Frankfurt’s adjustments fizzle out
Adi Hütter could by no means be satisfied with the first half so that it did not surprise that he brought on André Silva instead of Djibril Sow while consequently switching to a 3-4-1-2. Within the new formation, the partially asymmetrical structure of the back three in possession was particularly interesting. While N’Dicka moved out very wide and almost played as a left-back, David Abraham, who was the right wide centre-back stayed rather narrow. Thus, the left vertical zone was mostly occupied by 2 Frankfurt players. Occasionally, this was already visible in the first half, but to a far lesser extent.
The idea behind this scheme was clear: Frankfurt finally wanted to break through the flanks and put in numerous crosses as they always do. This should also allow Filip Kostic to get more involved and make use of his strengths. And the start into the second half was quite decent. Already after three minutes in the second half, Frankfurt created one of their few really good plays thanks to an overload of the left side. Similar to the picture above, N’Dicka was positioned wide in the same zone as Kostic while Kamada, André Silva, and Ilsanker moved wide as well.
After a one-two between N’Dicka and Kostic, Frankfurt were easily able to break Gladbach’s press. The wide movement of André Silva pulled Ginter out of Gladbach’s last line and since Kamada evaded Strobl’s marking, he could receive the ball in the channel.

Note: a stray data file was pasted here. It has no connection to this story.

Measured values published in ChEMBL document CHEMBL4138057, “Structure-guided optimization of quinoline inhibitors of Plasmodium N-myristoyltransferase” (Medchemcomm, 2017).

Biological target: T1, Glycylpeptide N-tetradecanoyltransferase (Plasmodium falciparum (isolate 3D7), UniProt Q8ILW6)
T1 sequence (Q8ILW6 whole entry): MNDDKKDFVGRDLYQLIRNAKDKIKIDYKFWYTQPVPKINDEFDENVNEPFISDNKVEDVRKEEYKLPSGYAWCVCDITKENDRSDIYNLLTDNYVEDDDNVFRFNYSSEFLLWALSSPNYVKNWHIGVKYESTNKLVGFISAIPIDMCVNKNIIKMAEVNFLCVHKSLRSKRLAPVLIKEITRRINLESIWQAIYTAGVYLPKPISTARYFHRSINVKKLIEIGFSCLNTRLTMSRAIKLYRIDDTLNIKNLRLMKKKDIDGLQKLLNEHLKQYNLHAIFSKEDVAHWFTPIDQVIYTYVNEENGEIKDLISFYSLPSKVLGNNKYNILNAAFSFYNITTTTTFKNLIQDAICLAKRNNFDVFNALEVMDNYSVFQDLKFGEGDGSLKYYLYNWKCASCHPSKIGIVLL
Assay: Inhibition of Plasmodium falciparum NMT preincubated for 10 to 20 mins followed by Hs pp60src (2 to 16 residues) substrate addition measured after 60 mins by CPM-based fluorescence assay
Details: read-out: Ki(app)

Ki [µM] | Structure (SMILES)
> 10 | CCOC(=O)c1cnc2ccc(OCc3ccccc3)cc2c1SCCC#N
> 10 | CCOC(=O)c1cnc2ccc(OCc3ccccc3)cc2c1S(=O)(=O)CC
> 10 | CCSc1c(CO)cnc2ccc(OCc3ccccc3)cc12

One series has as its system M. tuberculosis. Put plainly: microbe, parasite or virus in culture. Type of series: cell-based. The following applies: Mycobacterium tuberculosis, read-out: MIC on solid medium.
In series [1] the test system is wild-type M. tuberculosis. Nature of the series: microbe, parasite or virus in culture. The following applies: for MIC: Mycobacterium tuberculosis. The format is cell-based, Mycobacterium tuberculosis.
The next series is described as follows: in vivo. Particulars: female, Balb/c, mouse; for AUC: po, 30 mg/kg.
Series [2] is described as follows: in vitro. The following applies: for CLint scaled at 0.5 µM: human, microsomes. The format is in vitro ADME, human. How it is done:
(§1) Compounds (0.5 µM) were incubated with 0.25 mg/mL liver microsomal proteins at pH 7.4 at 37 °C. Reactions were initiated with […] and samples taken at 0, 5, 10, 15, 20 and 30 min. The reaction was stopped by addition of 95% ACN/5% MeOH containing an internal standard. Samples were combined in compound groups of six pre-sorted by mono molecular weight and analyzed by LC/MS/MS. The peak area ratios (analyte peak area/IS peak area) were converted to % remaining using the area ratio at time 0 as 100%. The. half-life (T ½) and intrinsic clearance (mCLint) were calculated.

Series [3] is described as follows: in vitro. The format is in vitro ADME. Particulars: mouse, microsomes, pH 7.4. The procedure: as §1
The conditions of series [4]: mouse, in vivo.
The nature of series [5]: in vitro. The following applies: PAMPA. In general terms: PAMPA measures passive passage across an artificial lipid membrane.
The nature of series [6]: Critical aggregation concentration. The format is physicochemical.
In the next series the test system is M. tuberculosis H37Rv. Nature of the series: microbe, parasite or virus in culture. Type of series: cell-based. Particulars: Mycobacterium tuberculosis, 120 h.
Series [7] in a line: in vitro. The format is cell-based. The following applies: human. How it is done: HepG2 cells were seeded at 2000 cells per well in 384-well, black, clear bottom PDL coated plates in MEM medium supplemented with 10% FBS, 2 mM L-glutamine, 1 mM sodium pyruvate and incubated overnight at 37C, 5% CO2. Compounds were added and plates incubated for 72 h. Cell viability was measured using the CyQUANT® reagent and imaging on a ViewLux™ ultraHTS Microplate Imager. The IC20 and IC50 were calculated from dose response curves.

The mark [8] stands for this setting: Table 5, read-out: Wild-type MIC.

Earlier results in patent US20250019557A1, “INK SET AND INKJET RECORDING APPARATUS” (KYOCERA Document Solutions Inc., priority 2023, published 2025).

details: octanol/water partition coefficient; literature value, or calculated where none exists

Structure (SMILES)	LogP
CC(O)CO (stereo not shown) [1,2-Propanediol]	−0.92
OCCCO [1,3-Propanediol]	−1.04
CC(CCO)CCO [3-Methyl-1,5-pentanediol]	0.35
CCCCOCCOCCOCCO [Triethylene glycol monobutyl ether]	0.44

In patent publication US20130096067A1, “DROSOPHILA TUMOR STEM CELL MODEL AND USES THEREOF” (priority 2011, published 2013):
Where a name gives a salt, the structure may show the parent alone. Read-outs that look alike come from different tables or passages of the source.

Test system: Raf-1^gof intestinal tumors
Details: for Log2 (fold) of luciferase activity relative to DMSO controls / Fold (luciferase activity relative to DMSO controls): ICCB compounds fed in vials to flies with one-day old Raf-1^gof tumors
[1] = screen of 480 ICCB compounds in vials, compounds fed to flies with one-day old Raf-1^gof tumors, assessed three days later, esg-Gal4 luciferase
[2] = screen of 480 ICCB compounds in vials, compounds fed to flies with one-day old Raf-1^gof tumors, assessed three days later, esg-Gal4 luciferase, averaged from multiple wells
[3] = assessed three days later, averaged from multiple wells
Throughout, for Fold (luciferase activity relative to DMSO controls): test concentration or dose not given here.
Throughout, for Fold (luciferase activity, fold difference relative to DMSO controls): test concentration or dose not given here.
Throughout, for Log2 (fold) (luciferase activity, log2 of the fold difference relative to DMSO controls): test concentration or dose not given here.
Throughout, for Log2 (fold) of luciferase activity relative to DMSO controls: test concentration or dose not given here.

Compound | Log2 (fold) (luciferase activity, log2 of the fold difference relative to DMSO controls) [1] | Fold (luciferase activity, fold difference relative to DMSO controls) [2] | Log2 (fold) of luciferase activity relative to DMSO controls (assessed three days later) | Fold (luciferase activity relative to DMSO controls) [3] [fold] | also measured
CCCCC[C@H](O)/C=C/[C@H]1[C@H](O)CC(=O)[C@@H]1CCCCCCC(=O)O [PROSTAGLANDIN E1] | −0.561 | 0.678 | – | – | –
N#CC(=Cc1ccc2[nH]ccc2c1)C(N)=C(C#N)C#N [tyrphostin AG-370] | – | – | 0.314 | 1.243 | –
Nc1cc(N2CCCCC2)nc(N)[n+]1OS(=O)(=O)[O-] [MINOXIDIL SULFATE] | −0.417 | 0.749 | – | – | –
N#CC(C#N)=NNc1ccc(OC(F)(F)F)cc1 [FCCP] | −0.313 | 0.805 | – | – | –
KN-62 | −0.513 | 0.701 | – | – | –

Even though this particular situation looked promising, Gladbach defended quite well in general. During the first 20-25 minutes of the second half, both teams neutralized each other, which was fine for the visitors. Gladbach also attacked earlier again than at the end of the first half, which made it more difficult for the home side to progress the ball cleanly.
Of course, Adi Hütter’s switch in formation also had consequences for the defensive set-up of his team. From then on, Frankfurt attacked higher and more aggressive. In addition to that, there were far more man-oriented duels instead of the zonal marking we saw in the first half. Gladbach seemed to be well prepared and reacted to this by a wider positioning of their wingers to stretch Frankurt’s last line. While it was more difficult to progress the ball in the first place, it was easier to create chances once the first line of pressing was overplayed. So, Frankfurt had to take a certain risk, thus allowing Gladbach to create possibilities for promising situations over and over again.